Ash Scott, 36, says her energy bills have doubled since last year. Between October and December, she paid E.on £394 compared with £196 over the same period in 2020. 

While working from home in North Sheen, South-West London, she now tries to avoid turning the lights on for as long as possible.

E.on says Ash’s payments haven’t covered the amount of energy she uses, which is why it has had to increase the charges.

Last week, Citizens Advice slammed the energy regulator for failing to clamp down on unfit suppliers for nearly a decade and leaving the whole market vulnerable. 

The charity accused Ofgem of allowing financially unstable firms to be run out of owners’ kitchens and living rooms. And despite concerns, the watchdog scaled back the number of people working in its enforcement team by 25 per cent.

Safeguard: Analysts predict the energy price cap could rise to as high as £1,891 in April for the average household

Safeguard: Analysts predict the energy price cap could rise to as high as £1,891 in April for the average household

Safeguard: Analysts predict the energy price cap could rise to as high as £1,891 in April for the average household

The charity added that suppliers have held on to £1.4 billion of customer credit, with some households owed more than £1,000. Yet the average billpayer only needs £150 of surplus credit to cover typical winter usage, it said.

Louise Graham received a bill four times higher than normal after her energy provider found itself on the brink of administration. She signed up to Bulb in July when she moved to a two-bed property in East Sussex.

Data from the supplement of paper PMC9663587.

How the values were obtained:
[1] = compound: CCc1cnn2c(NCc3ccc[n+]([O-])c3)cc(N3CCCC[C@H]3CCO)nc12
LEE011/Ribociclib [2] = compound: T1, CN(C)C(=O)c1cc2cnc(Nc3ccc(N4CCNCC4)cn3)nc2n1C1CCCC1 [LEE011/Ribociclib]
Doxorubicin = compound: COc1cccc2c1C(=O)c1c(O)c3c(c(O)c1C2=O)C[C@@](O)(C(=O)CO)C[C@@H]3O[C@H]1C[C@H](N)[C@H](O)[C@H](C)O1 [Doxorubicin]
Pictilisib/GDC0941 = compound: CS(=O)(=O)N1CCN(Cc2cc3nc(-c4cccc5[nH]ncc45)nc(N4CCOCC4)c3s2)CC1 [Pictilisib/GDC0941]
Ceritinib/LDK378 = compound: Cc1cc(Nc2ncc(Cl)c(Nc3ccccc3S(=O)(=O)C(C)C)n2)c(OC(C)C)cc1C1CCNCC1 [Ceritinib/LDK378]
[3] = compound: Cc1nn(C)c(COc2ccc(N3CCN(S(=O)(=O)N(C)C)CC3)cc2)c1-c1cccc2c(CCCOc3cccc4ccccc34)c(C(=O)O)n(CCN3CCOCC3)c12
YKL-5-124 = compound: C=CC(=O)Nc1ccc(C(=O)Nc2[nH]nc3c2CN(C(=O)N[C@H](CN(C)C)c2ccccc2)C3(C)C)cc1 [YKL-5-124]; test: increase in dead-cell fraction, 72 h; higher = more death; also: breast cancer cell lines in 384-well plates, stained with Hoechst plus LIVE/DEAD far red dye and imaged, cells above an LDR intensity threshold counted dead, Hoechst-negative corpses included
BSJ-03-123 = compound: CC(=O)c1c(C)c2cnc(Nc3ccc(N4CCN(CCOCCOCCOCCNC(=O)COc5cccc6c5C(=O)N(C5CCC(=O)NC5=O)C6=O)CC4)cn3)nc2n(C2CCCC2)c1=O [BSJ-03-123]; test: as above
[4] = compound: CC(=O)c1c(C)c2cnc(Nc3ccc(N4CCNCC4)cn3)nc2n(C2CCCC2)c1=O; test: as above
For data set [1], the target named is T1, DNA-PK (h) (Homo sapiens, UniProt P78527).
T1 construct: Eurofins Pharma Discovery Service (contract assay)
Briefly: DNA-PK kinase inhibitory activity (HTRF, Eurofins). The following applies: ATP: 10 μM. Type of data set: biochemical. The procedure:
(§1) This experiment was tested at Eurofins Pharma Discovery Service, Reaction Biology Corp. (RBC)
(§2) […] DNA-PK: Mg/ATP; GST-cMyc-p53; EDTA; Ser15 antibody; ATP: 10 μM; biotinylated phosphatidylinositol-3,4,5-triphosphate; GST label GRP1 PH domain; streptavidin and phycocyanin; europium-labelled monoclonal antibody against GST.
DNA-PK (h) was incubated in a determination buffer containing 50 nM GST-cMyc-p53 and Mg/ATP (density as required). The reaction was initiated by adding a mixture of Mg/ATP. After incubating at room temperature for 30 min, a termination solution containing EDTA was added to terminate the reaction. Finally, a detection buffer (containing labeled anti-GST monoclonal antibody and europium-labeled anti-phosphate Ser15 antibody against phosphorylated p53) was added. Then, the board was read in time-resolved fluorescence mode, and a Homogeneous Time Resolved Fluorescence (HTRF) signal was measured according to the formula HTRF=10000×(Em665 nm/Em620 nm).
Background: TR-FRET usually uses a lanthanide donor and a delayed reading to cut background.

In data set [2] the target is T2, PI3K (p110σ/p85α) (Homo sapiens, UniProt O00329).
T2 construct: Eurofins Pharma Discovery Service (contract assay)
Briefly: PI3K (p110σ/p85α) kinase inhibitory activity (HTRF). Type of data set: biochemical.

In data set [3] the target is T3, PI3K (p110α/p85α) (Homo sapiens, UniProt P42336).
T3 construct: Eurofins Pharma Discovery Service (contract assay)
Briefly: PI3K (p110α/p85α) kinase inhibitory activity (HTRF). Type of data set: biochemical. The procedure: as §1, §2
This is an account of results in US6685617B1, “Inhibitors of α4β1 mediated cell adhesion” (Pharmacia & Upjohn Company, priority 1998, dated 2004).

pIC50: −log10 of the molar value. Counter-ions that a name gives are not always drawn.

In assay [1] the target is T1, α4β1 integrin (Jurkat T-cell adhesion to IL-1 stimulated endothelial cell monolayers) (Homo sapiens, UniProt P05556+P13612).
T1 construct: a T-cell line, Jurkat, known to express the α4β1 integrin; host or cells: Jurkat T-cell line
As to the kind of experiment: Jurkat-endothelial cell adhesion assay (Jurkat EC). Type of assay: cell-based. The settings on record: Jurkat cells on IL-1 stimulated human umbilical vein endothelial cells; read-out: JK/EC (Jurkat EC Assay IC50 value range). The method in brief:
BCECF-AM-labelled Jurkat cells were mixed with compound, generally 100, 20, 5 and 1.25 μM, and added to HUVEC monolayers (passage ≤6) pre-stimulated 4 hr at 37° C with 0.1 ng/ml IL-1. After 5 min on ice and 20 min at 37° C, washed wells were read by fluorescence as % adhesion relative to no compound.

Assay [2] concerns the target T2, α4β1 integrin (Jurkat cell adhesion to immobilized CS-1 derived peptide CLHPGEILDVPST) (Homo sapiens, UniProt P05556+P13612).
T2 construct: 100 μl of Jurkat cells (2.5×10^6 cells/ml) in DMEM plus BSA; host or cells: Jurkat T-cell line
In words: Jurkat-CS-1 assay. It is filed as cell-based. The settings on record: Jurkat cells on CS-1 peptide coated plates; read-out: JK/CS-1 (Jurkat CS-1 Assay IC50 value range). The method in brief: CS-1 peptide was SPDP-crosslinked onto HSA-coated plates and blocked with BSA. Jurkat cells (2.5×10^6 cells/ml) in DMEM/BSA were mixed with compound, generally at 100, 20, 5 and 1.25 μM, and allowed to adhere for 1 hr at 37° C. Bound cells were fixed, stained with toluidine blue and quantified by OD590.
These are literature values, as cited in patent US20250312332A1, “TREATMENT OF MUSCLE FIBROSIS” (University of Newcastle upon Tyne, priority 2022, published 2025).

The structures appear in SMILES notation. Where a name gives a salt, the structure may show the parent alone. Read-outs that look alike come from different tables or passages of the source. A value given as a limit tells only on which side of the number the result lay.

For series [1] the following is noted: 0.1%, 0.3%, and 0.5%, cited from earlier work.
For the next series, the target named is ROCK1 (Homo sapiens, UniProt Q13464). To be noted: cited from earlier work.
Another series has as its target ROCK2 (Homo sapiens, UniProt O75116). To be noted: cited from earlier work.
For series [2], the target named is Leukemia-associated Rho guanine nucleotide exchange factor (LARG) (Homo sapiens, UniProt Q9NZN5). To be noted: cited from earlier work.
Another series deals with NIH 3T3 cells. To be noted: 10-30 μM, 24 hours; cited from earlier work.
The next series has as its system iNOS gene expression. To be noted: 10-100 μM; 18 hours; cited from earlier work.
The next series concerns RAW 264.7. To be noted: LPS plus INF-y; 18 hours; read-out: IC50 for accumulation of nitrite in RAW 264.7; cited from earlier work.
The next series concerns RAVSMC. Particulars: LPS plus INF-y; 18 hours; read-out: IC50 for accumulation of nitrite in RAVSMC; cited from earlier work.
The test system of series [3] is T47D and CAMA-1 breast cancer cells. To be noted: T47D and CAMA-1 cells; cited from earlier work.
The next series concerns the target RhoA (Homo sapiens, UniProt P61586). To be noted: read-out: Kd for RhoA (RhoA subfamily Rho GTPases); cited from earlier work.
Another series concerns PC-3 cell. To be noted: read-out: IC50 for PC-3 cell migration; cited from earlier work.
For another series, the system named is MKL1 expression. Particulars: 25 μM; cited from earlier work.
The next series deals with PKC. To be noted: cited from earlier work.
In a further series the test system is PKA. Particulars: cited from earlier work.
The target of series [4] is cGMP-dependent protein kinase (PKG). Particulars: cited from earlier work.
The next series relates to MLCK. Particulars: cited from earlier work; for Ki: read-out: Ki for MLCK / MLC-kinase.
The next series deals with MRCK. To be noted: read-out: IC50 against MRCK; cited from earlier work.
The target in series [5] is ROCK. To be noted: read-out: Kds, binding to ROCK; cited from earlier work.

Louise, who lives alone, was paying around £57 a month. But after the supplier, which has 1.7 million customers, was put into special administration in November, she received a bill for £260, which it claimed covered her usage for the previous six weeks.

Louise, 37, says: ‘If the bill was reasonable we might trust it, but this seems too expensive even for a family, and I live alone.’

Bulb says the increase is likely to be a combination of Louise having electric heaters, which are expensive to run over the winter, as well as a possible fault with her old electricity meter which was removed in October.

Ofgem says it accepts the energy market needs reform and quickly, as it was not designed for this sort of extreme market event.

In the meantime, experts predict bills will stay high for at least the next 12 months, if not longer.

Tashema Jackson, from Energyhelpline, says: ‘Wholesale energy prices are sky-high at the moment, and for the past four months the price cap has kept most of those costs from being passed on to households.

‘However, we are entering a period of high prices, with bills likely to be twice as high as they were a year ago come April next year.’

Business owner Jo Smith, 46, says the rising cost of energy is eating into her family’s savings.

Jo and her partner Julian, 51, paid Scottish Power £309 a month for gas and electricity on their fixed deal which ended in April. They moved on to a standard variable tariff and saw their bill increase to £381 in September, before soaring to £478 in November.

To cut costs, the couple, who live with Jo’s daughter Jess, 17, have stopped using the tumble drier and no longer run the heating in the day. They are also careful about turning off lights and closing doors to keep in the warmth.

Jo, who runs a branding and business development company from her home in Sutton Coldfield, says she feels terrible when she asks her assistant to put on a jumper rather than turn on the heating.

She adds: ‘These extra costs have really put a strain on my family. Julian is having to eat into his savings to cover the bills.’

Scottish Power says the increase in Jo’s bill reflects both changes in her standard variable tariff, which rose in line with the price cap, as well as her usage. A spokesman says the firm will contact her.